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" By the sweet power of music: therefore the poet Did feign that Orpheus drew trees, stones and floods; Since nought so stockish, hard and full of rage, But music for the time doth change his nature. "
The Plays of William Shakespeare: With the Corrections and Illustrations of ... - Page 415
by William Shakespeare - 1806
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Imagination and Fancy: Or, Selections from the English Poets, Illustrative ...

Leigh Hunt - Electronic books - 1845 - 345 pages
...of musick touch their ears, You shall perceive them make a mutual stand— Their savage eyes turned to a modest gaze By the sweet power of musick. Therefore...in himself, Nor is not mov'd with concord of sweet sounds, Is fit for treasons, stratagems, and spoils ; The motions of his spirit are dull as night,...
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New Illustrations of the Life, Studies, and Writings of Shakespeare, Volume 1

Joseph Hunter - 1845
...trumpet sound, Or any air of musick touch their ears, You shall perceive them make a mutual stand, Their savage eyes turn'd to a modest gaze, By the...Orpheus drew trees, stones, and floods ; Since nought so Blockish, hard, and full of rage, But musick for the time doth change his nature : The man that hath...
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Studies in English poetry [an anthology] with biogr. sketches and notes by J ...

Joseph Payne - 1845
...them make a mutual stand ; Their savage eyes turned to a modest gaze, By the sweet power of musie. Therefore the poet Did feign that Orpheus drew trees,...Since nought so stockish, hard, and full of rage, But music for the time doth change his nature. The man that hath no music in himself, Nor is not moved...
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Chambers's Miscellany of Useful and Entertaining Tracts

William Chambers, Robert Chambers - Art - 1846
...perceive them make a mutual stand, Their savage eyes turned to a modest gaze By the sweet power of music. Therefore, the poet Did feign that Orpheus drew trees,...Since nought so stockish, hard, and full of rage, But music for the time doth change his nature. The man that hath no music in himself, Nor is not moved...
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Midsummer-night's dream. Love's labor's lost. Merchant of Venice. As you ...

William Shakespeare - 1846
...perceive them make a mutual stand, Their savage eyes turned to a modest gaze, By the sweet power of music. Therefore, the poet Did feign that Orpheus drew trees,...Since nought so stockish, hard, and full of rage, But music for the time doth change his nature. The man that hath no music in himself, Nor is not moved...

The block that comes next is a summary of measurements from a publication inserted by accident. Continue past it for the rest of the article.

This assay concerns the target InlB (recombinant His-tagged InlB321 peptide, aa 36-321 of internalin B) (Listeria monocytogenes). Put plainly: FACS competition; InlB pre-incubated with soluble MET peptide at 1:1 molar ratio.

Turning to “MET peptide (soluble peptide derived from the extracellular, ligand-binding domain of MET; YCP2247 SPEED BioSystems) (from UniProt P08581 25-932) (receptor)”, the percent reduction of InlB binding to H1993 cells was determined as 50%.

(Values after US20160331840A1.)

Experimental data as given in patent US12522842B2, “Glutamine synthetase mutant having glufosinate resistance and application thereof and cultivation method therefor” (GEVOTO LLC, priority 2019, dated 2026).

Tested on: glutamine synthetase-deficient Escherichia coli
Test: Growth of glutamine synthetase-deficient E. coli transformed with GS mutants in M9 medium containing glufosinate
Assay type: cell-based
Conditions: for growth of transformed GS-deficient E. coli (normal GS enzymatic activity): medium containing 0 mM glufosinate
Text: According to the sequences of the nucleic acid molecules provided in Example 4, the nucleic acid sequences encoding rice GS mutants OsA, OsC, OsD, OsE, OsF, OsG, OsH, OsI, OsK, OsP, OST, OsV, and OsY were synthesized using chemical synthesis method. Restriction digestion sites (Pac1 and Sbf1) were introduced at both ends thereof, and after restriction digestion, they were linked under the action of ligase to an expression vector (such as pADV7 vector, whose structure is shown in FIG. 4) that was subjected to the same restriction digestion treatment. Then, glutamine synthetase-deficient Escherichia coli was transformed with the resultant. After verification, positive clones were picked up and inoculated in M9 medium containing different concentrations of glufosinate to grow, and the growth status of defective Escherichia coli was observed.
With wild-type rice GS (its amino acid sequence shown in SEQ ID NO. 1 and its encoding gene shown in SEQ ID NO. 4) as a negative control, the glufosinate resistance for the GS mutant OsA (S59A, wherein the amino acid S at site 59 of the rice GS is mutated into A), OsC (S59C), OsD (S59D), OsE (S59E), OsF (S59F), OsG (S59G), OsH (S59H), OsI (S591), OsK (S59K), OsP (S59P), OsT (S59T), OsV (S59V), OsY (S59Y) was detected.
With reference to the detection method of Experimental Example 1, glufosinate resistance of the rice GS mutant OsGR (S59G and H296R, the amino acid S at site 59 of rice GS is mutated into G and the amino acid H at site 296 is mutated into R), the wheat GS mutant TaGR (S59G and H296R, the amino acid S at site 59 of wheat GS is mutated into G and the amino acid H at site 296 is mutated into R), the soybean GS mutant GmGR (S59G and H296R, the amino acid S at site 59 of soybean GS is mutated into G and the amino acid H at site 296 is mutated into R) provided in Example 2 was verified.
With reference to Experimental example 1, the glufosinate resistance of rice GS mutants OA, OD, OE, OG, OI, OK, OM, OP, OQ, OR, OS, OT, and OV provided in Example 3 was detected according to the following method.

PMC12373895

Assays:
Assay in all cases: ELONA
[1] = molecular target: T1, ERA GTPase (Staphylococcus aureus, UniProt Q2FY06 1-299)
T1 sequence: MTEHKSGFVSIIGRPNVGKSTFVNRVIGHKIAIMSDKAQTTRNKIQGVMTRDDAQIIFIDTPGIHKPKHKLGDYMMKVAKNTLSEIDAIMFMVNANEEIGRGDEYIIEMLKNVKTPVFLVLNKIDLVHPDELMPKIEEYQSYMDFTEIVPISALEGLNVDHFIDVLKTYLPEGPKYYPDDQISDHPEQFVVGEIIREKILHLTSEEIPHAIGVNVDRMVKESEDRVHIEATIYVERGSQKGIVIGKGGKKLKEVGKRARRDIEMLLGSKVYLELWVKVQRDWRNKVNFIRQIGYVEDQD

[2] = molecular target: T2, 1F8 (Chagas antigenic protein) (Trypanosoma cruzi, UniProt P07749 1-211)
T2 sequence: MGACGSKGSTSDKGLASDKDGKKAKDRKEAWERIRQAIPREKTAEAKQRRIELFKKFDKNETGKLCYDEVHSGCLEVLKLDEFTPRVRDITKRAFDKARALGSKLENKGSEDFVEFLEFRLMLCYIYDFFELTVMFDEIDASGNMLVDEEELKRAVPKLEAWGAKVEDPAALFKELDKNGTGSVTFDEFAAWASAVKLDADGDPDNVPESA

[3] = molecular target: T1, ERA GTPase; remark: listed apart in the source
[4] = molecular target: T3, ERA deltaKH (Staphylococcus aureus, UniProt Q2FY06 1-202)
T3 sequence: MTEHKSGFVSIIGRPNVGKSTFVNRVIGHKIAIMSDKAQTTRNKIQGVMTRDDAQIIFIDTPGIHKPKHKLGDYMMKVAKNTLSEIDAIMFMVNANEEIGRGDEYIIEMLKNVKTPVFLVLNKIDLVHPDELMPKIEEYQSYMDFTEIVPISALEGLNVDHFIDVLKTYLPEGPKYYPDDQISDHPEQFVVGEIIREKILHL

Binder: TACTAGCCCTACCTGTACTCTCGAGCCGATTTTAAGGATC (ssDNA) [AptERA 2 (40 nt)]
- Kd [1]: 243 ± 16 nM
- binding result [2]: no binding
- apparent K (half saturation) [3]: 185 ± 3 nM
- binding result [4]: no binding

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The Plays of William Shakspeare: Merchant of Venice ; As you like it ; All's ...

William Shakespeare, Alexander Chalmers - Azerbaijan - 1847
...trumpet sound, Or any air of musick touch their cars, You shall perceive them make a mutual stand, Their savage eyes turn'd to a modest gaze, By the...in himself, Nor is not mov'd with concord of sweet sounds, Is fit for treasons, stratagems, and spoils ; The motions of his spirit are dull as night,...
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Cyclopaedia of English Literature: A Selection of the Choicest ..., Volume 1

Robert Chambers - English literature - 1847
...them make a mutual stand ; Their savage eyes turn'd to a modest gaze, By the sweet power of music. din, Scatt music for the time doth change his nature. The man that hath not music in himself, Nor is not mov'd...
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Shakespeare's Plays: With His Life, Volume 2

William Shakespeare - 1847
...them make a mutual stand, Their savage eyes turn'd to a modest gaze. By the sweet power of music : , music for the time doth change his nature. The man that hath no music in himself. Nor is not mov'd...
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The Book of Poetry

Bennett George Johns - English poetry - 1847 - 186 pages
...perceive them make a mutual stand, Their savage eyes turn'd to a modest gaze By the sweet power of music : therefore the poet Did feign that Orpheus drew trees,...Since nought so stockish, hard, and full of rage, But Music for the time doth change his nature : The man that hath no music in himself, Nor is not moved...
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The Book of Poetry

Bennett George Johns - English poetry - 1847 - 186 pages
...perceive them make a mutual stand, Their savage eyes turn'd to a modest gaze By the sweet power of music : therefore the poet Did feign that Orpheus drew trees,...Since nought so stockish, hard, and full of rage, But Music for the time doth change his nature : The man that hath no music in himself, Nor is not moved...
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